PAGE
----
This module will help the students reach an understanding of the central importance of the practices and discourses of crime, law, order and policing to the formation of British national and imperial power/identities from 1850-1947. By focusing on a number of popular narratives of crime, the module will invite an analysis of how they both affirmed and subverted the circuits of British national (ist) and imperial (ist) power. This course resonates with the issues of British nationalism, imperialism and the cultural/material politics of such genres as the novel that are raised in other degree-level modules such as the European Novel, Literary and Cultural Theory, C19 English Novel. The theoretical concerns regarding colonial and postcolonial cultural practices that are examined in modules such as New Literatures in English will also be taken up here. Students will be introduced to a range of primary, critical and historical/archival materials. They will have to analyze and assess theories and narratives of nation, empire, class, ethnicity to trace the traffic between literature, law and power at specific historical moments in British and world history. Crucially, they will develop skills required to assess the lines of continuity that link imperial Britain, to the contemporary neo- or late-imperial global dispensation.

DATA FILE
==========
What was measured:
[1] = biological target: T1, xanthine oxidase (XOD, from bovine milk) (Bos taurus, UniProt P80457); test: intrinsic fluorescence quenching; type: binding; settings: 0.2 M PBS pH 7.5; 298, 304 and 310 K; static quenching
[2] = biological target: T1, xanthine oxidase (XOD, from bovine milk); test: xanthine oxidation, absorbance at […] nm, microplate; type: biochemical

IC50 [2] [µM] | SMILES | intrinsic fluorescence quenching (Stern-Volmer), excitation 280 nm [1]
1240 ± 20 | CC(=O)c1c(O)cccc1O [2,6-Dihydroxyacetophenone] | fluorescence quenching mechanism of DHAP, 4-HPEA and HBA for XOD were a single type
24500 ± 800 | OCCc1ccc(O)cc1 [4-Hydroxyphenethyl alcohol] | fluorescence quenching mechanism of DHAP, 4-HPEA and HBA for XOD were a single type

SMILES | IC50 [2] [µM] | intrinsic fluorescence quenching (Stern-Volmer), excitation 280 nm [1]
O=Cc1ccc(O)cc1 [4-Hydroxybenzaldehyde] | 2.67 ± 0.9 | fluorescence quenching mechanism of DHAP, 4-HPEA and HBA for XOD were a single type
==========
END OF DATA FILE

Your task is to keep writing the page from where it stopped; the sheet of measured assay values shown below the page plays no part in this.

This information is relevant for 2018/2019.
Teaching: Seminars per week: 1 (@1.30 hrs).
Total Contact Hours: 30
Module Duration: 2 terms (20 weeks)
Assessed Essay/Coursework 2 x 5,000 word essays (100%).
The deadlines for essays will be detailed on your personal tabula. The first will be due in term 2.
Exchange students with us for the full academic term adhere to the same assessment methods detailed above.
Exchange students with us for one term only, will submit a 3,000 word essay on the last Tuesday of the term they complete.
Assessment Methods 2019/20:
The assessment pattern for the module will change in 2019/20. From this point onward 2nd-year students will write two 3,000-word essays and 1 short bibliographical essay. The 3rd-year students will write two 4,000-word essays and 1 short bibliographical essay. The deadlines of the long essays will remain unchanged, and the short bibliographical essays will be submitted along with the first long essay in term two.
Wk.1. Introduction: Approaches to British crime, fiction, nationalism and empire 1850-1914
Wk.2. Charles Dickens, Bleak House I
Wk.3. Charles Dickens, Bleak House II
Wk.4. Wilkie Collins, The Woman in White
Wk.5. Wilkie Collins, The Moonstone
Wk.6. Reading Week
Wk.7. Mary Braddon, Lady Audley’s Secret
Wk.8. Arthur Conan Doyle, The Sign of Four
Wk.9. Arthur Conan Doyle, Selected Short Stories from, The Penguin Complete Sherlock Holmes:
- 'The Speckled Band'
- 'The Blanched Soldier'
- 'The Crooked Man'
Wk.10 R.Austin Freeman, "The Mystery of 31 New Inn"; L.T.Meade and Clifford Halifax, "The Adventures of a Man of Science: The Sleeping Sickness" (Adventures of a Man of Science); (The Mystery of 31 New Inn available here:http://www.gutenberg.org/files/12187/12187-h/12187-h.htm)
Wk.1. Introduction: Reading crime during imperial twilight, Britain 1910-1947
Wk.2. G.K.Chesterton, The Innocence of Father Brown stories in The Penguin Complete Father Brown
Wk.3. Agatha Christie, The Murder at the Vicarage (Harper Collins, 2016)
Wk.4. Agatha Christie, Death on the Nile (Harper Collins, 2014)